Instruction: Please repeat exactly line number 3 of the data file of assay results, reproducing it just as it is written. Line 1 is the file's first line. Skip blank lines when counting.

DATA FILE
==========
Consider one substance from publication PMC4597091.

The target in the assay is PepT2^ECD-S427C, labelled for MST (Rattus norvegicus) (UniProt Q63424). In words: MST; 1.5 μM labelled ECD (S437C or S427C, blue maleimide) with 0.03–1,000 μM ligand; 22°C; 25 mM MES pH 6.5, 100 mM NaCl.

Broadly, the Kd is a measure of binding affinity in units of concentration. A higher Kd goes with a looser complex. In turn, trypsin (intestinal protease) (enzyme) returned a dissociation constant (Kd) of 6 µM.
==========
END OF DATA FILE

Broadly, the Kd is a measure of binding affinity in units of concentration. A higher Kd goes with a looser complex. In turn, trypsin (intestinal protease) (enzyme) returned a dissociation constant (Kd) of 6 µM.